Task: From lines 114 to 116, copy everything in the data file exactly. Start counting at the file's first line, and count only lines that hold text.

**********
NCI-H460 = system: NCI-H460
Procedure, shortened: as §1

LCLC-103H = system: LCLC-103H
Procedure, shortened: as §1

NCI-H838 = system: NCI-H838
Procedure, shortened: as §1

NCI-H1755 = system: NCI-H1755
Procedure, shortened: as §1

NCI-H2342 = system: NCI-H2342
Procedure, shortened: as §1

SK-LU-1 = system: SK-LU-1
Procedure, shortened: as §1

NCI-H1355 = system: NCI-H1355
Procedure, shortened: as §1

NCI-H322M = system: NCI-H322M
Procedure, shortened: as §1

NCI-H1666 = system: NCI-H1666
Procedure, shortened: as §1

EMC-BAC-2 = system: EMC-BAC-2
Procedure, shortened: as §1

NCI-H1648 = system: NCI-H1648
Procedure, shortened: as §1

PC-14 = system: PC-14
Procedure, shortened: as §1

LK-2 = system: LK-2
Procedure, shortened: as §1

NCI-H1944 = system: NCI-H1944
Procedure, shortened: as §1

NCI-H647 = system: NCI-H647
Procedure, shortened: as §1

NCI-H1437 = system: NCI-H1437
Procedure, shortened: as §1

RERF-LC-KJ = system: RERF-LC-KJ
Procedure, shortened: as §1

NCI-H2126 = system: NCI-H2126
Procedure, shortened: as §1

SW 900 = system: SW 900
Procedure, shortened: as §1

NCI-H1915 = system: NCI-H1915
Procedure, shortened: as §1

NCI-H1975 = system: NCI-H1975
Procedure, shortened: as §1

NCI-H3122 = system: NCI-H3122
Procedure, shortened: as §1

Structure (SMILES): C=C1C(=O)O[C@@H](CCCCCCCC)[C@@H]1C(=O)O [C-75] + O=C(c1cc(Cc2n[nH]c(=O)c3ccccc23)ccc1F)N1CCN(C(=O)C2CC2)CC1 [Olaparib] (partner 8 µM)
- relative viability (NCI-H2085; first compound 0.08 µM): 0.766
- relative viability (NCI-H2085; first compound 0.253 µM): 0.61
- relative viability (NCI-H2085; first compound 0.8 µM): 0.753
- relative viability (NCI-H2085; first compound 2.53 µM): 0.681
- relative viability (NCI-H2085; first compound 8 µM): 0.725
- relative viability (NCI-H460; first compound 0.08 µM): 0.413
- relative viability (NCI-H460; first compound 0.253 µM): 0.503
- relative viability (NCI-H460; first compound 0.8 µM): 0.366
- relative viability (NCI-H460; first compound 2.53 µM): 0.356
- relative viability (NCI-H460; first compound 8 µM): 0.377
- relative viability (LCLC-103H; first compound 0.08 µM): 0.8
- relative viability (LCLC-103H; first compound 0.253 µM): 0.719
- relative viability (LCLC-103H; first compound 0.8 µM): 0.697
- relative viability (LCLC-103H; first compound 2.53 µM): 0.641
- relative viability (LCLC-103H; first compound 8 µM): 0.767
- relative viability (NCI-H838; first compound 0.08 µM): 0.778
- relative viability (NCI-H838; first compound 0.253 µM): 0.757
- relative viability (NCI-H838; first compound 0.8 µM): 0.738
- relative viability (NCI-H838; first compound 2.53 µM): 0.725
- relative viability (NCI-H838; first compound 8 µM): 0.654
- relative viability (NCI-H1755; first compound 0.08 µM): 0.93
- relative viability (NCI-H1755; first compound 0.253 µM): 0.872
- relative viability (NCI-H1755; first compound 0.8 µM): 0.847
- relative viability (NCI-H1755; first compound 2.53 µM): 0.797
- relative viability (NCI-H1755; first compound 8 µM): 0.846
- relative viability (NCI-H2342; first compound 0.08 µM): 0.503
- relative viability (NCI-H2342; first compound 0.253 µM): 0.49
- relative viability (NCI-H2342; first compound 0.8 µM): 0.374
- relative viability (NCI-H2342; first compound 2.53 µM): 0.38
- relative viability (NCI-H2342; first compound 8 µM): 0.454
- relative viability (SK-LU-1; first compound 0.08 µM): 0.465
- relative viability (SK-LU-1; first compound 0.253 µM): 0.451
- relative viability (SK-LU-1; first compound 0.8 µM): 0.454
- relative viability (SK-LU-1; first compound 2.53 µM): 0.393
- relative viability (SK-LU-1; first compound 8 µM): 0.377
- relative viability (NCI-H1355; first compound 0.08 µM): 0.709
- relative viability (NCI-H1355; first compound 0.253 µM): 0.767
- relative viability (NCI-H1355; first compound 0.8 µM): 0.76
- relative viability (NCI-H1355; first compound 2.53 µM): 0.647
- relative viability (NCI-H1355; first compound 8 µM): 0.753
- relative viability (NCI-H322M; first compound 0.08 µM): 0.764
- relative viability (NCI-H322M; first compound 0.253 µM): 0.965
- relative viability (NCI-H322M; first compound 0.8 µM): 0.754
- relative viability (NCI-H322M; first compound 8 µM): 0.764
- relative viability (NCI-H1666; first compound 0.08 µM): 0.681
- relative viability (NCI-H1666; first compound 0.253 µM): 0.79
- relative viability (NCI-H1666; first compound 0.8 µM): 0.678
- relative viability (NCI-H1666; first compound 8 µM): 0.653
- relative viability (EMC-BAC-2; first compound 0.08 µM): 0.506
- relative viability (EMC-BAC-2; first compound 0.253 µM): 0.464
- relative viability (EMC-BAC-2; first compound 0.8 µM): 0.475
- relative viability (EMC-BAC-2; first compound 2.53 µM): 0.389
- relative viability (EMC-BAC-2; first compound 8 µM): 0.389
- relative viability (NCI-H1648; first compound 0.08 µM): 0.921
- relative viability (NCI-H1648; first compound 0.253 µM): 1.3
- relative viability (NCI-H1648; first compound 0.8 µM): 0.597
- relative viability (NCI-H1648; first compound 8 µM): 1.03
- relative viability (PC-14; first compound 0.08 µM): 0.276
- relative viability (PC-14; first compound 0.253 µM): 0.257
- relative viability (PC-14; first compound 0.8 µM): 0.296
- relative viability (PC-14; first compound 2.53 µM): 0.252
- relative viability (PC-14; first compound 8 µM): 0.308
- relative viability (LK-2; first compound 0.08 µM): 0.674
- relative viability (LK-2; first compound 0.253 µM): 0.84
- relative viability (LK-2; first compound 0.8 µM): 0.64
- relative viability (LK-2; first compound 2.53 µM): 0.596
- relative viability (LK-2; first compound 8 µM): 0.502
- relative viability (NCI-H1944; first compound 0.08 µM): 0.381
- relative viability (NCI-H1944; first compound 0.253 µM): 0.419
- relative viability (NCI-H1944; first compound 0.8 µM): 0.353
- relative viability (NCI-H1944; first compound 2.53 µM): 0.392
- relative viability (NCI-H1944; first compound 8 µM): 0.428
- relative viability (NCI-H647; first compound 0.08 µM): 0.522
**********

- relative viability (NCI-H1944; first compound 0.253 µM): 0.419
- relative viability (NCI-H1944; first compound 0.8 µM): 0.353
- relative viability (NCI-H1944; first compound 2.53 µM): 0.392